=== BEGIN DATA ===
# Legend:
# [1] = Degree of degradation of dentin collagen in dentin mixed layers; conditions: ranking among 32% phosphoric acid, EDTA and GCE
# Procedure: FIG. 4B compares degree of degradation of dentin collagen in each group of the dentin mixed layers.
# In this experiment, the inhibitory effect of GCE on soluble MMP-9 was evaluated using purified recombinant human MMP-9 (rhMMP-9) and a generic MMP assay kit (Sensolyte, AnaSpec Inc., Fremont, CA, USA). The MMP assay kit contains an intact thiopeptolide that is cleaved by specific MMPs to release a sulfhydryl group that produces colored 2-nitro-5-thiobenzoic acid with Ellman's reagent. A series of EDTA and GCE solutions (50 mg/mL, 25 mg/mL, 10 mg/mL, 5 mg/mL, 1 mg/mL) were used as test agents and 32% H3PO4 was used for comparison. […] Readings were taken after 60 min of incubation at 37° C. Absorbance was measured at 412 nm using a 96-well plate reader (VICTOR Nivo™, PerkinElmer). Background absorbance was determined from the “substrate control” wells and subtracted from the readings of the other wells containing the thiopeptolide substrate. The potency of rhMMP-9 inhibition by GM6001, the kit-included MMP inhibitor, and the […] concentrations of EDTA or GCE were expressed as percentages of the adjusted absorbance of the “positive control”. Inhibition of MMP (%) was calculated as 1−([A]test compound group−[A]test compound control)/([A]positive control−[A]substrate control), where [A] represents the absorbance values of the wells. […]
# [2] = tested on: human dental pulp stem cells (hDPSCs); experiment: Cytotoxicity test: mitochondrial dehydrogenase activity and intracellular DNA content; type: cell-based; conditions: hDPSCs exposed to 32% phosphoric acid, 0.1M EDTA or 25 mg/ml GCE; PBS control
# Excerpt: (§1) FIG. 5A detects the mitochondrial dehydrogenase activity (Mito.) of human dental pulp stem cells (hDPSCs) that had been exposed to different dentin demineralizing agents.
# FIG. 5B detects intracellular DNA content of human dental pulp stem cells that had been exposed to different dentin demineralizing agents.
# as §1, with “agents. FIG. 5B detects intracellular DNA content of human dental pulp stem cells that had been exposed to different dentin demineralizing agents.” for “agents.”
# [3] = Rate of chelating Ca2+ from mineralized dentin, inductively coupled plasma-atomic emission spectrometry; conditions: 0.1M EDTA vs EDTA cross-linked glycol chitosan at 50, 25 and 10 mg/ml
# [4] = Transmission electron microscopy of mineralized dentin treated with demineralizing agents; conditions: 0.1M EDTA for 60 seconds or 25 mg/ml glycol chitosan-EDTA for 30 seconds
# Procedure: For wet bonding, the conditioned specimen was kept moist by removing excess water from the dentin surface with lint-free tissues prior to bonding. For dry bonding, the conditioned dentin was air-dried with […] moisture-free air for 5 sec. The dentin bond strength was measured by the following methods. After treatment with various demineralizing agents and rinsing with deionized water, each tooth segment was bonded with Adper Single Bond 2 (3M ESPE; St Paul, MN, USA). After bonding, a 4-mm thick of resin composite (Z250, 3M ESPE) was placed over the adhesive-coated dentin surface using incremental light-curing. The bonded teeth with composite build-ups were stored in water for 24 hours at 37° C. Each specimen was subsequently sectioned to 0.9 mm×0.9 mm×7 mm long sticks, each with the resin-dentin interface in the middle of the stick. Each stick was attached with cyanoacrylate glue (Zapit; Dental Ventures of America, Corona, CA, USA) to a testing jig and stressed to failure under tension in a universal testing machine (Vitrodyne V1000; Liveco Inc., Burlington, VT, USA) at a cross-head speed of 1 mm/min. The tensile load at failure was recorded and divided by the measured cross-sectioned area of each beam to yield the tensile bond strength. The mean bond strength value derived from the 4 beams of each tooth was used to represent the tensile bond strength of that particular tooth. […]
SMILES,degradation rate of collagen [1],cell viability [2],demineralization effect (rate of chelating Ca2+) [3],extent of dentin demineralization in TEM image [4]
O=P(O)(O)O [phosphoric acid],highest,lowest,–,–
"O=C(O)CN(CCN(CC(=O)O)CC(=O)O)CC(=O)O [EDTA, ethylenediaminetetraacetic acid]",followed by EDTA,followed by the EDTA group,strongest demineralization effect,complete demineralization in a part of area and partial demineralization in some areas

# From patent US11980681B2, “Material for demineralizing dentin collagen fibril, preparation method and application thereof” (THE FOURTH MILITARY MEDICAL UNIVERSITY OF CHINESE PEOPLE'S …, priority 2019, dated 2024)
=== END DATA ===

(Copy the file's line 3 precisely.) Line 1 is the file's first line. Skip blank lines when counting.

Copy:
# Procedure: FIG. 4B compares degree of degradation of dentin collagen in each group of the dentin mixed layers.